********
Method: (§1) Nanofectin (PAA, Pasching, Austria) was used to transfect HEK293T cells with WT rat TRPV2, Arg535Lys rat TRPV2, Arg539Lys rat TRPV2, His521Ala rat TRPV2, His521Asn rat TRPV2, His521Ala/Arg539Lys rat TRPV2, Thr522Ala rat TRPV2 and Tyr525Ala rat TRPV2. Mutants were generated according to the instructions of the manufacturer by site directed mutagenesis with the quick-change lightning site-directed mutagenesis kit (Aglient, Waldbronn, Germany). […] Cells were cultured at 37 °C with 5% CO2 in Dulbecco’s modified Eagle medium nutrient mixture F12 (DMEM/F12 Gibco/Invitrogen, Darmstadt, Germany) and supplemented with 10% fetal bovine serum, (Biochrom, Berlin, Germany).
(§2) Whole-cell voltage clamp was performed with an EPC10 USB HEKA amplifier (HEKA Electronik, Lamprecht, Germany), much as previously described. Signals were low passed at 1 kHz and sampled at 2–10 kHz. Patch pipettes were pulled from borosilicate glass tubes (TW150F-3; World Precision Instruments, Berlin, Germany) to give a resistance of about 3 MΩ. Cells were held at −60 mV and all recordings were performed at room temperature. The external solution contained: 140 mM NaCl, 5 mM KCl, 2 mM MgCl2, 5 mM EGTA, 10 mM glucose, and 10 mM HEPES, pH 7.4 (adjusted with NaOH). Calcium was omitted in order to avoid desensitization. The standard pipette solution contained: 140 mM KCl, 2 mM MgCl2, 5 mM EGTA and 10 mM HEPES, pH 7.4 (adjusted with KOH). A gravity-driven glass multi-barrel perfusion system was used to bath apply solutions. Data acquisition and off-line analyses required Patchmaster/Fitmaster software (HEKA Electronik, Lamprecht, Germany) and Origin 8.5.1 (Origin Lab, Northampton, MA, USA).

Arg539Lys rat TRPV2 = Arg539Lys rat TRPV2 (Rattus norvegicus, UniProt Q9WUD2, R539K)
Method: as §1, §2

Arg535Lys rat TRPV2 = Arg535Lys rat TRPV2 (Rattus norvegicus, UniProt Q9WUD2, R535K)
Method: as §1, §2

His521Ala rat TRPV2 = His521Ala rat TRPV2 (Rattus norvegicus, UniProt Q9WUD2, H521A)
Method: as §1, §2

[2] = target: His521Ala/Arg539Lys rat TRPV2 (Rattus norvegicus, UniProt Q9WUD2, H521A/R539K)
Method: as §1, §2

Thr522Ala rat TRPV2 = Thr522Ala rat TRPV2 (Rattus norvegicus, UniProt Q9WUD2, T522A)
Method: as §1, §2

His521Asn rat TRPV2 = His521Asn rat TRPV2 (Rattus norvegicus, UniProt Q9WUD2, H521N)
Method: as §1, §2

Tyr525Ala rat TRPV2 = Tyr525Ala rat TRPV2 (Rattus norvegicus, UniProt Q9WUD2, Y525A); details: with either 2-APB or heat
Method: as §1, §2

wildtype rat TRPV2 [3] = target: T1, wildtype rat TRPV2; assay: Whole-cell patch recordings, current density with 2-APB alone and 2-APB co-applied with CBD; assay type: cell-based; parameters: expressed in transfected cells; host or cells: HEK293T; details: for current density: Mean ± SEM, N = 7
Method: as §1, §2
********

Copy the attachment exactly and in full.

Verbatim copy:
Method: (§1) Nanofectin (PAA, Pasching, Austria) was used to transfect HEK293T cells with WT rat TRPV2, Arg535Lys rat TRPV2, Arg539Lys rat TRPV2, His521Ala rat TRPV2, His521Asn rat TRPV2, His521Ala/Arg539Lys rat TRPV2, Thr522Ala rat TRPV2 and Tyr525Ala rat TRPV2. Mutants were generated according to the instructions of the manufacturer by site directed mutagenesis with the quick-change lightning site-directed mutagenesis kit (Aglient, Waldbronn, Germany). […] Cells were cultured at 37 °C with 5% CO2 in Dulbecco’s modified Eagle medium nutrient mixture F12 (DMEM/F12 Gibco/Invitrogen, Darmstadt, Germany) and supplemented with 10% fetal bovine serum, (Biochrom, Berlin, Germany).
(§2) Whole-cell voltage clamp was performed with an EPC10 USB HEKA amplifier (HEKA Electronik, Lamprecht, Germany), much as previously described. Signals were low passed at 1 kHz and sampled at 2–10 kHz. Patch pipettes were pulled from borosilicate glass tubes (TW150F-3; World Precision Instruments, Berlin, Germany) to give a resistance of about 3 MΩ. Cells were held at −60 mV and all recordings were performed at room temperature. The external solution contained: 140 mM NaCl, 5 mM KCl, 2 mM MgCl2, 5 mM EGTA, 10 mM glucose, and 10 mM HEPES, pH 7.4 (adjusted with NaOH). Calcium was omitted in order to avoid desensitization. The standard pipette solution contained: 140 mM KCl, 2 mM MgCl2, 5 mM EGTA and 10 mM HEPES, pH 7.4 (adjusted with KOH). A gravity-driven glass multi-barrel perfusion system was used to bath apply solutions. Data acquisition and off-line analyses required Patchmaster/Fitmaster software (HEKA Electronik, Lamprecht, Germany) and Origin 8.5.1 (Origin Lab, Northampton, MA, USA).

Arg539Lys rat TRPV2 = Arg539Lys rat TRPV2 (Rattus norvegicus, UniProt Q9WUD2, R539K)
Method: as §1, §2

Arg535Lys rat TRPV2 = Arg535Lys rat TRPV2 (Rattus norvegicus, UniProt Q9WUD2, R535K)
Method: as §1, §2

His521Ala rat TRPV2 = His521Ala rat TRPV2 (Rattus norvegicus, UniProt Q9WUD2, H521A)
Method: as §1, §2

[2] = target: His521Ala/Arg539Lys rat TRPV2 (Rattus norvegicus, UniProt Q9WUD2, H521A/R539K)
Method: as §1, §2

Thr522Ala rat TRPV2 = Thr522Ala rat TRPV2 (Rattus norvegicus, UniProt Q9WUD2, T522A)
Method: as §1, §2

His521Asn rat TRPV2 = His521Asn rat TRPV2 (Rattus norvegicus, UniProt Q9WUD2, H521N)
Method: as §1, §2

Tyr525Ala rat TRPV2 = Tyr525Ala rat TRPV2 (Rattus norvegicus, UniProt Q9WUD2, Y525A); details: with either 2-APB or heat
Method: as §1, §2

wildtype rat TRPV2 [3] = target: T1, wildtype rat TRPV2; assay: Whole-cell patch recordings, current density with 2-APB alone and 2-APB co-applied with CBD; assay type: cell-based; parameters: expressed in transfected cells; host or cells: HEK293T; details: for current density: Mean ± SEM, N = 7
Method: as §1, §2